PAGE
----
Here are 10 reasons why Federal Reserve chairman Ben Bernanke will announce that the central bank intends to do more than merely lengthen its balance sheet maturities, a move known as Operation Twist.
The reasons are from a client note by David A. Rosenberg, chief economist and strategist for Gluskin Sheff + Associates Inc.
1. Just go back to Aug. 9. The Fed was supposed to make a more emphatic comment in the press statement about extended period as it pertained to the length of time the Fed would stay ultra-accommodative on the rates front. Bernanke went much further than anyone thought with his pledge to keep the funds rate at the floor at least to mid-2013.
2. [Fed Chairman] Ben Bernanke has shown repeatedly that he is willing to take risks and be very aggressive.
3. Everyone knows that the Dow finished the Aug. 9 session with a huge 430 point gain after the FOMC [Federal Open Market Committee] press statement was fully digested. Not only that, but when Bernanke held his two-day meeting in mid-December of 2008 and unveiled QE1 [round no. 1 of quantitative easing], the Dow soared 360 points. And last November, the day after that two-day meeting when Bernanke made it clear in his Washington Post op-ed article how key it was to ignite the stock market, the Dow jumped 220 points. It may all be just for a near-term trade, but in an industry where every basis point counts, who wants to be short knowing all that?
4. At that August meeting, we know both from the statement and minutes that additional rounds of unconventional easing were discussed. And Mr. Bernanke made it very clear at Jackson Hole that they would be on the table again at the coming meeting.
5. The Fed would like to be out of the picture during the election campaign (especially if [Gov.] Richard Perry ends up winning the GOP nomination).
6. The Fed has cut its GDP forecasts at each of the past three meetings.
7. The stock market is actually little changed from where it was at the last meeting and we know based on that Washington Post op-ed, that it is equity valuation (specifically the Russell 2000) that Ben wants to see rally. Sanctioning lower bond yields is just a means to that end.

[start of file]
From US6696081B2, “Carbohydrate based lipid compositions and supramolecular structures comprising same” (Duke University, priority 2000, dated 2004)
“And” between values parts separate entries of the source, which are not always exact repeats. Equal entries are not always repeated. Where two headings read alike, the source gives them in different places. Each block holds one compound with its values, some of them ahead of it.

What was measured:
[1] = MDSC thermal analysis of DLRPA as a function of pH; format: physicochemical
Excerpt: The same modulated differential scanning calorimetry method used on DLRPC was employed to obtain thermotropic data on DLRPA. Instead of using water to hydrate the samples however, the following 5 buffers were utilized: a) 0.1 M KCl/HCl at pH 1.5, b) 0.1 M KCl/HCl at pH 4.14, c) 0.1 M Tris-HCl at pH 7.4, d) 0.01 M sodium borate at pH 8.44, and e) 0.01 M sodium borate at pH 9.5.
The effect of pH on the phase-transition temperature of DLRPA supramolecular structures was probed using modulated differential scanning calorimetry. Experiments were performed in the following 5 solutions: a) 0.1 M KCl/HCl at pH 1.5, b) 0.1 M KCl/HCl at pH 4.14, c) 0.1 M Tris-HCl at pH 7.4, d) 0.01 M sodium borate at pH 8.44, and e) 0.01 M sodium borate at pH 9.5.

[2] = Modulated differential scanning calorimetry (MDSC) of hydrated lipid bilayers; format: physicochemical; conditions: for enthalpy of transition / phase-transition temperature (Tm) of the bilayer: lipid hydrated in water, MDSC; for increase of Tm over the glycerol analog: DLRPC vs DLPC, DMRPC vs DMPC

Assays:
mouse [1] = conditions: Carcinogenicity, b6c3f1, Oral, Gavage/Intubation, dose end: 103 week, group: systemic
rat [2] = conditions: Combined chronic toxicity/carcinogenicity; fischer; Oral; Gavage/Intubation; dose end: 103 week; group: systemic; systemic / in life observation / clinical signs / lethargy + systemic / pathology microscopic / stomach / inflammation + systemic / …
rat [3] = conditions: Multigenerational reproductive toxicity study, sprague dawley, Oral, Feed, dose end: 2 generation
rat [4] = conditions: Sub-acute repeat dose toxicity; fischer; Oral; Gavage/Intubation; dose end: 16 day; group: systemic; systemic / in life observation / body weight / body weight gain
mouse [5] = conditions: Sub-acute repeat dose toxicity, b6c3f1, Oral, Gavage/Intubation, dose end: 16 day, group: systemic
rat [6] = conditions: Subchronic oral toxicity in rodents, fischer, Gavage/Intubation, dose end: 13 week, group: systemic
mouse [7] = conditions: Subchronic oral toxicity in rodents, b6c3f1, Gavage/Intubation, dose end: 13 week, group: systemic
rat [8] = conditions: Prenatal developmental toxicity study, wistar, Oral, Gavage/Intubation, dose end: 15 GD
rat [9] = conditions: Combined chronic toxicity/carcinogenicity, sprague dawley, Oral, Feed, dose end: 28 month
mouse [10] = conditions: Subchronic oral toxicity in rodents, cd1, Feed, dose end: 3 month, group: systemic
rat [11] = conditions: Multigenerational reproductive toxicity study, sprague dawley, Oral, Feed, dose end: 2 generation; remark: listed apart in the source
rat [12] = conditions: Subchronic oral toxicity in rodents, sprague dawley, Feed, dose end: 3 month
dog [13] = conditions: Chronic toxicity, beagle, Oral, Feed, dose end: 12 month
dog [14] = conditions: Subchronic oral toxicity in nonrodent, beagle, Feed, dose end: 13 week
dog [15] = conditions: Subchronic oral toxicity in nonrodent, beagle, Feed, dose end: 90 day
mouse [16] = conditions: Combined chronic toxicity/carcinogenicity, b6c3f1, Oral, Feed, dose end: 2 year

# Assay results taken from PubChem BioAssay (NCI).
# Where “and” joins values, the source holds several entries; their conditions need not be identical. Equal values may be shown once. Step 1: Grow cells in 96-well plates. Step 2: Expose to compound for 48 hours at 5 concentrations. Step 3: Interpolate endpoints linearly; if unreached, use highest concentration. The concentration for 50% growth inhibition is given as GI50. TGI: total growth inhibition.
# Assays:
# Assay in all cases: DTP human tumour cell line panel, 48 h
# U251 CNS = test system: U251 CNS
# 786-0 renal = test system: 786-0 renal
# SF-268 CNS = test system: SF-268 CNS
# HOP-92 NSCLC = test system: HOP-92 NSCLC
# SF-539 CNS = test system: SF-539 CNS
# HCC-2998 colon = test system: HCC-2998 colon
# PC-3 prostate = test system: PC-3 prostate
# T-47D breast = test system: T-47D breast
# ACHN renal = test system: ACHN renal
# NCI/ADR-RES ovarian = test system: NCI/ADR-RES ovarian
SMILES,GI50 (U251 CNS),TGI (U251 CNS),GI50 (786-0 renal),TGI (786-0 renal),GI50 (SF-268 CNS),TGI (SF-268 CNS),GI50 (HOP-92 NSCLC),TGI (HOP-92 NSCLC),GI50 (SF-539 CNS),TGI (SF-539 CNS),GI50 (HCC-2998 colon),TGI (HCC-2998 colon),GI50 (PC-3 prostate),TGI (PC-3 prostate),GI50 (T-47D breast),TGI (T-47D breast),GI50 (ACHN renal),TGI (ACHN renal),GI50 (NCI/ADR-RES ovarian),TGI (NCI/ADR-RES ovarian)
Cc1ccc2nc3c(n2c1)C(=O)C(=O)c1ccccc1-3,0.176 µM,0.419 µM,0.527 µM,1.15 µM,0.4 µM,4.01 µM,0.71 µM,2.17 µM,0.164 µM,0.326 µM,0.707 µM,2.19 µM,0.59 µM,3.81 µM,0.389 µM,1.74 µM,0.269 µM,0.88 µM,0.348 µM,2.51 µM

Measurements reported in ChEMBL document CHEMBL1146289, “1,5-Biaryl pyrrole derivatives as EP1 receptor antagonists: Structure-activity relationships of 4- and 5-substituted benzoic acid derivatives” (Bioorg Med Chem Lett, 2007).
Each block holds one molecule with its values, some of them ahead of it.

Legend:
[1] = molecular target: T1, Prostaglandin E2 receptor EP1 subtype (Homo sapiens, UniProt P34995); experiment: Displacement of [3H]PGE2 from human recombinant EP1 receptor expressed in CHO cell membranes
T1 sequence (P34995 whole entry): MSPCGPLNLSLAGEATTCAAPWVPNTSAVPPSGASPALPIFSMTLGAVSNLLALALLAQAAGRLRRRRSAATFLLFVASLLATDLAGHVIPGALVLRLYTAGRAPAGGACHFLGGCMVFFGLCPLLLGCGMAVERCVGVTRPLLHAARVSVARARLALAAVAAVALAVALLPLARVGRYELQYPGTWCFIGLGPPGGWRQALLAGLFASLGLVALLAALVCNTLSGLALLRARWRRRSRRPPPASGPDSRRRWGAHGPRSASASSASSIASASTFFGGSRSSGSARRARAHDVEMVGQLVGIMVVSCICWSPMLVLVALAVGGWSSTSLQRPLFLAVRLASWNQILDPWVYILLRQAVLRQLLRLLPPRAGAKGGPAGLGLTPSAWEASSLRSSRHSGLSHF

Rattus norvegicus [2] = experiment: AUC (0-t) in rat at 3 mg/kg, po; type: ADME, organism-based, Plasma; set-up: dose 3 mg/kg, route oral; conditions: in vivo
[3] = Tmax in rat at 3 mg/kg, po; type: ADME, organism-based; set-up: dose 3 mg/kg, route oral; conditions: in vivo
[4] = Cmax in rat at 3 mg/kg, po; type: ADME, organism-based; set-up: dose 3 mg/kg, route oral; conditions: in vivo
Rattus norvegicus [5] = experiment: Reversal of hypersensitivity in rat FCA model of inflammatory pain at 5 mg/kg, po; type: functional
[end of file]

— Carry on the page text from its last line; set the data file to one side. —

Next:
8. There is no fiscal stimulus to bolster the economy, with the odds are very high that the Obama jobs plan ... will be dead-on-arrival on the House floor. The Fed is the only game in town.
9. Financial conditions have tightened nearly 100 basis points since the spring and deserve a policy response.
10. Bernanke announced at Jackson Hole that this coming meeting was going to be a two-day affair, not one day. The last time he did this was back in December 2008 and that was when he invoked QE1. There has to be a reason why it is two days, and it must be because he wants to build the case for three dissenters. The Board is being sequestered for a reason!
Finally, Rosenberg points out in his note that Bernanke, in a Oct. 2, 2003, speech, said surprising the markets with monetary policy changes is essential to measuring the effect of those policy changes.
If Bernanke wants to juice the stock market, then he must do something to surprise the market. 'Operation Twist' is already baked in, which means he has to do that and a alot more to generate the positive surprise he clearly desires. If seems that Bernanke, if he wants the market to rally, is going to have to come out with a surprise today, Rosenberg wrote.
If he doesn't, then expect a big selloff.